“We love people dancing and if they know some of our chorus and they sing it. It’s a thrilling experience.”

After playing shows with a few screamo bands, the group was pleasantly surprised by how welcoming spectators were.

“A lot of people have told us after the show that we’re just playing different music than other people,” Lurie says. “They’ve come up to us and said, ‘You know what, even though I don’t listen to your type of music, I like you.’

“That’s the most humbling thing that someone’s ever told me. That’s what I ideally want from anyone coming to a StillSoul concert.”

StillSoul plays tonight at 29 Park. Doors open at 9 p.m. Tickets are $5.
- The Gazette (University of Western Ontario)


Thu, January 18, 2007
By LORI MASTRONARDI, ANNA COUTTS AND BRIAN WONG, SPECIAL TO THE FREE PRESS

"Once upon a time there was a still who met a soul."

Toronto's funk-rock act StillSoul plans on making sure London still has a soul Tuesday night.

Influenced by a wide variety of artists, such as Carlos Santana, Jurassic 5, The Band and Jimi Hendrix, StillSoul seamlessly blends together numerous genres. Since forming in 2005, StillSoul has continually played numerous Toronto venues, rocking out with artists like Walk the Line star Tyler Hilton and Canada's own Hawksley Workman at venues such as the Drake Hotel and the Mod Club.

The band recently completed its demo CD which includes songs such as the bouncy Erin's Song and the slower but still chilling Poor Boy. To check out the band's unique sound, visit its MySpace, www.myspace.com/ stillsoulband.

The quartet -- Chris Reineck (percussion), Dave Clarke (bass), Jeff Lurie (guitar/vocals) and Jonathan Malen (guitar/vocals) -- fused its talents together when childhood friends Malen and Lurie joined forces to perform in Toronto's Roots festival.

StillSoul rocks one of London's newest entertainment venues, 29 Park, at 10 p.m Tuesday. Tickets are $5. - The London Free Press


Discography

Debut Album Coming Spring 2008.

Photos

Bio

StillSoul has burst onto the Toronto music scene with their smooth blend of energetic funk, rock and reggae. Fronted by Jonathan Malen, a multi-talented singer-songwriter and actor, StillSoul's unique sound can best be described as a fusion of influences that range from reggae and ska to funk, jazz and classic rock.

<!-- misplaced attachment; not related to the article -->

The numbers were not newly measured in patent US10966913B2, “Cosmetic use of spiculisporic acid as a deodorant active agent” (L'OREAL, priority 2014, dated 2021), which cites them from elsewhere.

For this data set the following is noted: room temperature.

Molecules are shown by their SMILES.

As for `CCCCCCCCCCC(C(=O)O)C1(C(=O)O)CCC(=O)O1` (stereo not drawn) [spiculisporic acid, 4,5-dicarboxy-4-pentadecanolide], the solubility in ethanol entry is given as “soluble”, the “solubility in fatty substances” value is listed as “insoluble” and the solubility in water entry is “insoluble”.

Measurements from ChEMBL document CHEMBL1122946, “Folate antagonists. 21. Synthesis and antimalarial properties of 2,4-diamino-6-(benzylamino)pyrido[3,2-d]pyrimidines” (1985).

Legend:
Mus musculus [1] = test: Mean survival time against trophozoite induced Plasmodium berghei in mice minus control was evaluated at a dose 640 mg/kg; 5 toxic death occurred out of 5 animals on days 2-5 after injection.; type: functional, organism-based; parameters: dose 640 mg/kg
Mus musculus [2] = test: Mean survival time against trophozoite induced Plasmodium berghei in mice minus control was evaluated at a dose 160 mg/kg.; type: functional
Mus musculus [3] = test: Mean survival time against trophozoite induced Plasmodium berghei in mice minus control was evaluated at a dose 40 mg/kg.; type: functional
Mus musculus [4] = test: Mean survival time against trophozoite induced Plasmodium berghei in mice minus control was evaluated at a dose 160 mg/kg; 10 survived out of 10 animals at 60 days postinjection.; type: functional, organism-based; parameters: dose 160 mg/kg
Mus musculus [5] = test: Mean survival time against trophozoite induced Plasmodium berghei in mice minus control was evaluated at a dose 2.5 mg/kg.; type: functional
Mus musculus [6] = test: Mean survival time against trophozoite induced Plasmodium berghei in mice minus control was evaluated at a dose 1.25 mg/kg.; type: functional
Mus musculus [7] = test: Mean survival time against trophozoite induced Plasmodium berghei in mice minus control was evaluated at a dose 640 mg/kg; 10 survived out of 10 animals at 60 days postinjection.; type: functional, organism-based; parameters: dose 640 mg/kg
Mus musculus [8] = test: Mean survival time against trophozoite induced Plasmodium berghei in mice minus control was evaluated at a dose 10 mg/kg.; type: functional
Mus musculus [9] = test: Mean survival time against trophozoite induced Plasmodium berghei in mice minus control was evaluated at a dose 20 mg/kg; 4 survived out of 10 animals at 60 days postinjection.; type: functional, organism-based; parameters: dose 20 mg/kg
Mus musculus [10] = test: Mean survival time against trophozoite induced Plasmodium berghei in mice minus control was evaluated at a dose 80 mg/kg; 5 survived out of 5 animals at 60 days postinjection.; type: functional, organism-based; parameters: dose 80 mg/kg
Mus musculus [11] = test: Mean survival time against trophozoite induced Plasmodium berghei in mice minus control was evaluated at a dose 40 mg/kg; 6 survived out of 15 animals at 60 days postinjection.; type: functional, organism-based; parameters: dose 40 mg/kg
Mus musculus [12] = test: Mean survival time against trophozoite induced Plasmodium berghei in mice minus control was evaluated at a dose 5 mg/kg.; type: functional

One reviewer wrote: "With its blues-inspired guitar, exuberant melodies and understated funk sound, the band’s music is comparable to popular Canadian acts like Bedouin Soundclash and illScarlett..."

The band was formed in 2005 when Malen and Jeff Lurie (guitar), childhood neighbours, played the Toronto Roots festival after Malen finished filming "Take the Lead". He approached Lurie with some songs and asked if he'd like to jam. The two immediately clicked, uniting Lurie's blues-influenced guitar playing and Malen's distinct voice and style. After the Roots festival, Malen booked a large downtown Toronto venue for his new band - a band that didn't really exist. He frantically called Lurie in London who was at school and told him that they needed to find a rhythm section...quickly!

Lurie then contacted his friend since birth, Dave Clarke (bass), a student at Ryerson whose fathers play in a rock band together. Jeff then confidently approached his former univerisity roommate and band-mate Chris Reineck (drums) to sit in on the show.

The show was a success and the four decided to continue playing together creating new songs and practicing in Chris' basement. The band, now dubbed StillSoul, emerged onto the Toronto club circuit and in 2006 played notable venues like Lee's Palace, Mod Club, Club 279, and the Drake Hotel with "Walk the Line" and "One Tree Hill" star Tyler Hilton and Canadian recording artist Hawksley Workman. The band has continued to travel through Ontario promoting their 2006 demo and instantly gaining a diverse network of loyal fans.

Currently the band is wrapping up production on their debut album.